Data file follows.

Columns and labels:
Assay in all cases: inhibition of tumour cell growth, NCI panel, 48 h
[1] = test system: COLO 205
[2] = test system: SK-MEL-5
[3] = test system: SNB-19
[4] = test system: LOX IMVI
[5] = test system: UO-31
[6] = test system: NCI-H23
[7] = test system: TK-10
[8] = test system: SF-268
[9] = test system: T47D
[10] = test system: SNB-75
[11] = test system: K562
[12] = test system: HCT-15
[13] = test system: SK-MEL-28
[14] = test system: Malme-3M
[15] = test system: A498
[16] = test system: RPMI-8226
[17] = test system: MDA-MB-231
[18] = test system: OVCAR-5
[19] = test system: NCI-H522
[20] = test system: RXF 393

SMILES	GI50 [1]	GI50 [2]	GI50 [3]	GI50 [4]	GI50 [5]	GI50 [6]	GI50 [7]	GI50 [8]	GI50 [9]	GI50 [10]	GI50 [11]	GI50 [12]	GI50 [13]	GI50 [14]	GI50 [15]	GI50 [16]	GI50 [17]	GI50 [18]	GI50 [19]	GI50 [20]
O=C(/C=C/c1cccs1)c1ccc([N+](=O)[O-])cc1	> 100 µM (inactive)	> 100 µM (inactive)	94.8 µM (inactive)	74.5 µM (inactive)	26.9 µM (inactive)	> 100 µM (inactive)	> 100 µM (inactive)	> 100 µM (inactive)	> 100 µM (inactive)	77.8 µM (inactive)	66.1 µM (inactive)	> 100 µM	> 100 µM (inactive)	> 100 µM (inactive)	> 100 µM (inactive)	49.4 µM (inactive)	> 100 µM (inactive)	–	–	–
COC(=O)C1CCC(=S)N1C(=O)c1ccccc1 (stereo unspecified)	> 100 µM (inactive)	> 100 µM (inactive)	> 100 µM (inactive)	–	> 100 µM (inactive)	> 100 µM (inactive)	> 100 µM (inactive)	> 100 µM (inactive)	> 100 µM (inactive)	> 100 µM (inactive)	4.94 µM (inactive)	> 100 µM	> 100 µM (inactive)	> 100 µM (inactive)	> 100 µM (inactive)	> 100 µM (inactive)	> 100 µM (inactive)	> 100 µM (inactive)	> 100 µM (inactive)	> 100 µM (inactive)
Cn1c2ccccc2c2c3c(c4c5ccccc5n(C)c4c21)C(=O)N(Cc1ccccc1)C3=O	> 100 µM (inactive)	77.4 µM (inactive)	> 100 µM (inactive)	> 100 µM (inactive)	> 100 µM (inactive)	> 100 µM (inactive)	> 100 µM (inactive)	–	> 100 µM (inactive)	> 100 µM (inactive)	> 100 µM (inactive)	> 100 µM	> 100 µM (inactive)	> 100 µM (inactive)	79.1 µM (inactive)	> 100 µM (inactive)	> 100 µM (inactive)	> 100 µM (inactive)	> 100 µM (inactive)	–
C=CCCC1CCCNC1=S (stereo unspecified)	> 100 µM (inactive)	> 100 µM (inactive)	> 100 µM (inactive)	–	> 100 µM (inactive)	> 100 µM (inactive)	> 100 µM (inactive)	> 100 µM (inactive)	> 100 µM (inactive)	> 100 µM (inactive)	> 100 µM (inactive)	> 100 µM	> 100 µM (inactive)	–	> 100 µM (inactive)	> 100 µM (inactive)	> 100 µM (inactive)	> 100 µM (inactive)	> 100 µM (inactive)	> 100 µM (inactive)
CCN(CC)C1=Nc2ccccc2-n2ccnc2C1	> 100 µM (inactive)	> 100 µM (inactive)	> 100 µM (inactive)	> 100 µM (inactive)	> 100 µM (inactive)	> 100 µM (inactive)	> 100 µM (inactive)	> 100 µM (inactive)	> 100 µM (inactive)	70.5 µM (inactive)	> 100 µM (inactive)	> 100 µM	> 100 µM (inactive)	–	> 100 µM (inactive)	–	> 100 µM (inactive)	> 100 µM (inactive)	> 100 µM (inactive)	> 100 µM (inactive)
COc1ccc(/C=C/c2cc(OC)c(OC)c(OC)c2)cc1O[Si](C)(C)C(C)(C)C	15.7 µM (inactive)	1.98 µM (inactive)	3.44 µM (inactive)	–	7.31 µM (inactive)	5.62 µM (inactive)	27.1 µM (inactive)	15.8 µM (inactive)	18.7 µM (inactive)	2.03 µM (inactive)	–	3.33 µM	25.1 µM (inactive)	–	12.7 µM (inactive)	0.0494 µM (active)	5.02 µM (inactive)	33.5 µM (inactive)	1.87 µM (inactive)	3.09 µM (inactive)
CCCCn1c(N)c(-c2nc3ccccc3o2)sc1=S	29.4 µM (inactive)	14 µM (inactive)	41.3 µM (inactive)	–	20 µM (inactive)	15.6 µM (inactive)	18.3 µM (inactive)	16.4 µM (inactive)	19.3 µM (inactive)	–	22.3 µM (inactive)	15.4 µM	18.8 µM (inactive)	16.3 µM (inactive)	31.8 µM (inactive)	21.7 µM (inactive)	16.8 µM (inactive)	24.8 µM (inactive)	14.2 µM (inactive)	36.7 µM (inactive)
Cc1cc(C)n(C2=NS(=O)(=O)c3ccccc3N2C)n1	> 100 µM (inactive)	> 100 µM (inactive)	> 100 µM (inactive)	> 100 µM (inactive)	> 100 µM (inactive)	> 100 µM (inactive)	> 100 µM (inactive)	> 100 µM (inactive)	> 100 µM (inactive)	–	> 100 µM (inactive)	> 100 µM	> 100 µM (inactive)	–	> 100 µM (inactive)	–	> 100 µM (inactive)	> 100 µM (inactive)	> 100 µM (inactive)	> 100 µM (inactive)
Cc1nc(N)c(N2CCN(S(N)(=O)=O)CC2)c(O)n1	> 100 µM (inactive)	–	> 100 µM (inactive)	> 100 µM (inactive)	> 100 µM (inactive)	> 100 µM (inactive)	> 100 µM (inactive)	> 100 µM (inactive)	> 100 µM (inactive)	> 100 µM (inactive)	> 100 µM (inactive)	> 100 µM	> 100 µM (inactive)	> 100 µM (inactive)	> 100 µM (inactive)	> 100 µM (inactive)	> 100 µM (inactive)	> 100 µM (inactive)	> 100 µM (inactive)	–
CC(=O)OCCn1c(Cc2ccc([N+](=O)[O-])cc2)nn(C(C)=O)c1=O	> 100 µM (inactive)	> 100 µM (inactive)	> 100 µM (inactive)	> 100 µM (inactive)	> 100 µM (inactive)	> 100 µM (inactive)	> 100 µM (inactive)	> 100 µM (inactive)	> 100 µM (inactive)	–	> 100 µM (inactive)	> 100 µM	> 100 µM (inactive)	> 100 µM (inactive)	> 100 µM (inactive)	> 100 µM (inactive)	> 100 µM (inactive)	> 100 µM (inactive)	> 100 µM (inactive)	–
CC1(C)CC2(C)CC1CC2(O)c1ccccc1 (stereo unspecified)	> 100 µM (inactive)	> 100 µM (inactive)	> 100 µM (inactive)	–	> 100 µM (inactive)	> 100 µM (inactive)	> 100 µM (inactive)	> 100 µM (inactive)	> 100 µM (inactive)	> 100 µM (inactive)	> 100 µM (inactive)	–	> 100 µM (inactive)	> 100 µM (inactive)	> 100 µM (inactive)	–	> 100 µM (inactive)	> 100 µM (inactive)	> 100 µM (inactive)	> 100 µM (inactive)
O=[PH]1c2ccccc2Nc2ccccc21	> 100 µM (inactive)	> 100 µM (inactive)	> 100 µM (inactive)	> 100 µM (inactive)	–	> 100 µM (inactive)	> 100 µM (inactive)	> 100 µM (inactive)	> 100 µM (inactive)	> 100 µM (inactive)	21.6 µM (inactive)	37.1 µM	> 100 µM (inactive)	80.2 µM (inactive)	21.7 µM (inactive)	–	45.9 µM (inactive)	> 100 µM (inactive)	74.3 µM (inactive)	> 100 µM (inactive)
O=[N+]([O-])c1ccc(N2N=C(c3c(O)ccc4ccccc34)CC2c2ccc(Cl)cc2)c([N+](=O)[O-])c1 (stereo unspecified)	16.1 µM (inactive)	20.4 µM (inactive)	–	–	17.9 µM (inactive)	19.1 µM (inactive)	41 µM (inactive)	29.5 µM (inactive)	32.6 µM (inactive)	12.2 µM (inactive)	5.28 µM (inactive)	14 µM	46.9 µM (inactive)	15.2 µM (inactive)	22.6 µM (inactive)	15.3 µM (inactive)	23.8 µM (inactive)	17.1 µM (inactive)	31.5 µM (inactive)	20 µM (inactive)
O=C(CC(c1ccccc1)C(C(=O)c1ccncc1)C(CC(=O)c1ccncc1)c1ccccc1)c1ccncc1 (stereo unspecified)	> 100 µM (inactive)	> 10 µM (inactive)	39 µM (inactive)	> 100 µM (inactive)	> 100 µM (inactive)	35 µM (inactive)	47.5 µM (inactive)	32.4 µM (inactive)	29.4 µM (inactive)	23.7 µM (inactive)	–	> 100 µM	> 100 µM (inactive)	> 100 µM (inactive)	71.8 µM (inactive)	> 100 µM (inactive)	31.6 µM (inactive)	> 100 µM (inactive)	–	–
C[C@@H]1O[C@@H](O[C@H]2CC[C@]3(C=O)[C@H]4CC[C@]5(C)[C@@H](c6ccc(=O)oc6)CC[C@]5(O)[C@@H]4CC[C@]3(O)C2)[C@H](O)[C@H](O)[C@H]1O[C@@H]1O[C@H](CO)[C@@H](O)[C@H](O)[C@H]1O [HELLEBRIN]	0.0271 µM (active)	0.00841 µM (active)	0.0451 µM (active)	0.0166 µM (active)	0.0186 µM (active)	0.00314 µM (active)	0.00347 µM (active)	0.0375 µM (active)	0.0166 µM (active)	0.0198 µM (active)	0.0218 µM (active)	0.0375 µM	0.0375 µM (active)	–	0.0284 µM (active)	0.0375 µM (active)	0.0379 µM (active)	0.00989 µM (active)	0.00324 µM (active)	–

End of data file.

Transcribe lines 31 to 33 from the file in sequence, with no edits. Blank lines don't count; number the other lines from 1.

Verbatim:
Cc1cc(C)n(C2=NS(=O)(=O)c3ccccc3N2C)n1	> 100 µM (inactive)	> 100 µM (inactive)	> 100 µM (inactive)	> 100 µM (inactive)	> 100 µM (inactive)	> 100 µM (inactive)	> 100 µM (inactive)	> 100 µM (inactive)	> 100 µM (inactive)	–	> 100 µM (inactive)	> 100 µM	> 100 µM (inactive)	–	> 100 µM (inactive)	–	> 100 µM (inactive)	> 100 µM (inactive)	> 100 µM (inactive)	> 100 µM (inactive)
Cc1nc(N)c(N2CCN(S(N)(=O)=O)CC2)c(O)n1	> 100 µM (inactive)	–	> 100 µM (inactive)	> 100 µM (inactive)	> 100 µM (inactive)	> 100 µM (inactive)	> 100 µM (inactive)	> 100 µM (inactive)	> 100 µM (inactive)	> 100 µM (inactive)	> 100 µM (inactive)	> 100 µM	> 100 µM (inactive)	> 100 µM (inactive)	> 100 µM (inactive)	> 100 µM (inactive)	> 100 µM (inactive)	> 100 µM (inactive)	> 100 µM (inactive)	–
CC(=O)OCCn1c(Cc2ccc([N+](=O)[O-])cc2)nn(C(C)=O)c1=O	> 100 µM (inactive)	> 100 µM (inactive)	> 100 µM (inactive)	> 100 µM (inactive)	> 100 µM (inactive)	> 100 µM (inactive)	> 100 µM (inactive)	> 100 µM (inactive)	> 100 µM (inactive)	–	> 100 µM (inactive)	> 100 µM	> 100 µM (inactive)	> 100 µM (inactive)	> 100 µM (inactive)	> 100 µM (inactive)	> 100 µM (inactive)	> 100 µM (inactive)	> 100 µM (inactive)	–